Scalable Measurements of Intrinsic Excitability in Human iPS Cell-Derived Excitatory Neurons Using All-Optical Electrophysiology
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Induced pluripotent stem (iPS) cells offer the exciting opportunity for modeling neurological disorders in vitro in the context of a human genetic background. While significant progress has been made in advancing the use of iPS cell-based disease models, there remains an unmet need to characterize the electrophysiological profile of individual neurons with sufficient throughput to enable statistically robust assessment of disease phenotypes and pharmacological modulation. Here, we describe the Optopatch platform technology that utilizes optogenetics to both stimulate and record action potentials (APs) from human iPS cell-derived excitatory neurons with similar information content to manual patch clamp electrophysiology, but with ~ 3 orders of magnitude greater throughput. Cortical excitatory neurons were produced using the NGN2 transcriptional programming approach and cultured in the presence of rodent glial cells. Characterization of the neuronal preparations using immunocytochemistry and qRT-PCR assays reveals an enrichment of neuronal and glutamatergic markers as well as select ion channels. We demonstrate the scale of our intrinsic cellular excitability assay using pharmacological assessment with select ion channel modulators quinidine and retigabine, by measuring changes in both spike timing and waveform properties. The Optopatch platform in human iPS cell-derived cortical excitatory neurons has the potential for detailed phenotype and pharmacology evaluation, which can serve as the basis of cellular disease model exploration for drug discovery and phenotypic screening efforts.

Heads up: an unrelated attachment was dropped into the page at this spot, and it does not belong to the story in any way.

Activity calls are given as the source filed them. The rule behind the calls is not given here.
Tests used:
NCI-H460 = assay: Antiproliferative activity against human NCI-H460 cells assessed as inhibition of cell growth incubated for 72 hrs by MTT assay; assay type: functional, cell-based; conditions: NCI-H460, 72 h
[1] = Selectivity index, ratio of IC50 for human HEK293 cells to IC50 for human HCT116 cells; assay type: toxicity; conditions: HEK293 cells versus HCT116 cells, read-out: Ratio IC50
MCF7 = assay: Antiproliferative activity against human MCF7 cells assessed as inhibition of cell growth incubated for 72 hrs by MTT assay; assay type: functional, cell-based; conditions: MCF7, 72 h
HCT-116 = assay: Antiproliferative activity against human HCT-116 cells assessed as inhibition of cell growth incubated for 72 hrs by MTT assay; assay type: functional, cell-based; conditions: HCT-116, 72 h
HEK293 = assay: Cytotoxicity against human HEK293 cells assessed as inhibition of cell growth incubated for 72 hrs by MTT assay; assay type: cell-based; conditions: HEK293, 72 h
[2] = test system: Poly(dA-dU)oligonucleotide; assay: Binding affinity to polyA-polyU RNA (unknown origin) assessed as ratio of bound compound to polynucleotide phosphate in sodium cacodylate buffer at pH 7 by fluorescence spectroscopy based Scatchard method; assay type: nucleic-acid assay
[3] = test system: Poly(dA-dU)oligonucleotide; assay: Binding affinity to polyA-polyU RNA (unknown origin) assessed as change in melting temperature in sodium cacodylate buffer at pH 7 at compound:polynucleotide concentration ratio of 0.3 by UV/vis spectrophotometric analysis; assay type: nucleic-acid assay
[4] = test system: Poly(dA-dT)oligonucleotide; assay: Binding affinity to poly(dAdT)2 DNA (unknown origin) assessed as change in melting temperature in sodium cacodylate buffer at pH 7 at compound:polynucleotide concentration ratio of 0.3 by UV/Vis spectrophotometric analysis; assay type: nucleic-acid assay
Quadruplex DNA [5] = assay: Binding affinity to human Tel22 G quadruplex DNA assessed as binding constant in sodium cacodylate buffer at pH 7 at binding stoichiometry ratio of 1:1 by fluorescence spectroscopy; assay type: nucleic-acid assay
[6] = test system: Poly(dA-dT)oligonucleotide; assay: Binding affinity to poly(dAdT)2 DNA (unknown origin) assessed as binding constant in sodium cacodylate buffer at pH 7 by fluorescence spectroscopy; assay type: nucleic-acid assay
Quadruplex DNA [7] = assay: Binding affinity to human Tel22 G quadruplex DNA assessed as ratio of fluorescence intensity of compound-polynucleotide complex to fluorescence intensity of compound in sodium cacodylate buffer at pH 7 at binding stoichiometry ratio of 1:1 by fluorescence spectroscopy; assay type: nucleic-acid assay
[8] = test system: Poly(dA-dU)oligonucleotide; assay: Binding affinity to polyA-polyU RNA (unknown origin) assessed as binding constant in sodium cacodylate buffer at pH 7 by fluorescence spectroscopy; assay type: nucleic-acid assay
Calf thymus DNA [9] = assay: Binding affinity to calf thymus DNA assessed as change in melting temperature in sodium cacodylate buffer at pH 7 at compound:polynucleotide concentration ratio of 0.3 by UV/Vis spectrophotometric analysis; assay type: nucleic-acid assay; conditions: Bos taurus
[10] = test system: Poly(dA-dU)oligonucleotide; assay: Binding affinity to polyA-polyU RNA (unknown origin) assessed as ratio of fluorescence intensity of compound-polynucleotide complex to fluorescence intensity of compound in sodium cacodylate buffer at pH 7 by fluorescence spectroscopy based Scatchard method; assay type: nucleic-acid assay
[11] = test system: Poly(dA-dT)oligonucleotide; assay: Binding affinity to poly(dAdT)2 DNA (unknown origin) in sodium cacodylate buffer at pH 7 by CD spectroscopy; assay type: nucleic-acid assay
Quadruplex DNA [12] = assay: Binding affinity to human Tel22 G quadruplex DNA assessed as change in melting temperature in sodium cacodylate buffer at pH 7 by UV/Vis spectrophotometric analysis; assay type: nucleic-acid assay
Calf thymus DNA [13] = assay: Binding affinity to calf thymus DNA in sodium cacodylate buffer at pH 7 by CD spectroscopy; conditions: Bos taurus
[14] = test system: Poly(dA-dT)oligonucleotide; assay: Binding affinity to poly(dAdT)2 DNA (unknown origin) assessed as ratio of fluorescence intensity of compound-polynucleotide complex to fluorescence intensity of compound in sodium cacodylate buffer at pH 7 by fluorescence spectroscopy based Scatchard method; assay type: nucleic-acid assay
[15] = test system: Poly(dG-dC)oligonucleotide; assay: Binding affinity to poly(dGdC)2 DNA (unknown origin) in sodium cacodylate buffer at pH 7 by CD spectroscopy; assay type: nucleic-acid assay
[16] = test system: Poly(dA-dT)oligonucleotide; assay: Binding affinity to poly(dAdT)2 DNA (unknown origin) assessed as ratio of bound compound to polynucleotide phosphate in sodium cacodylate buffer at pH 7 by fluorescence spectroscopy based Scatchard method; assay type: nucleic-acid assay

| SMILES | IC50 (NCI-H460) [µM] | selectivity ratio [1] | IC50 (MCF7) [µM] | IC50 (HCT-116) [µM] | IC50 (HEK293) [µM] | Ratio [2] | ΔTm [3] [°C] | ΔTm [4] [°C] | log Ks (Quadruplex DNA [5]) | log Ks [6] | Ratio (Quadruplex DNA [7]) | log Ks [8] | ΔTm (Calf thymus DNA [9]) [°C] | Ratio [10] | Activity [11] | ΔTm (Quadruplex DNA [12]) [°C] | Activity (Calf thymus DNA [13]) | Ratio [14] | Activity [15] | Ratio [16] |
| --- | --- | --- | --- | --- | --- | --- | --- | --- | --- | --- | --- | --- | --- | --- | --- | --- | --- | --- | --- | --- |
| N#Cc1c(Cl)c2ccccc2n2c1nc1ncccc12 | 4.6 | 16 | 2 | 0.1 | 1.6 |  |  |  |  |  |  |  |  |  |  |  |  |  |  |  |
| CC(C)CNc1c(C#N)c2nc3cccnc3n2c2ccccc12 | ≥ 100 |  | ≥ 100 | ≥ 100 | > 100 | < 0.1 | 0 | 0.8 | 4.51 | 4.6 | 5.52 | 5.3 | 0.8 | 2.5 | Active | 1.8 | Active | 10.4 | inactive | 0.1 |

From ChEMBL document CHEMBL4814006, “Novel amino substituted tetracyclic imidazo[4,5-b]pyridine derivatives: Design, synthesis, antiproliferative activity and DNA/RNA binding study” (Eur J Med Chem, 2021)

KeywordsOptogenetics Electrophysiology Induced pluripotent stem cells
L.A.W., V.J., J.F., C.A.W., O.M. and G.T.D. are employees of Q-State Biosciences. J.G. and C.H.D. are employees of Takeda Pharmaceuticals. We thank Dr. Steven Ryan (Q-State Biosciences) for assistance with revisions of the manuscript.
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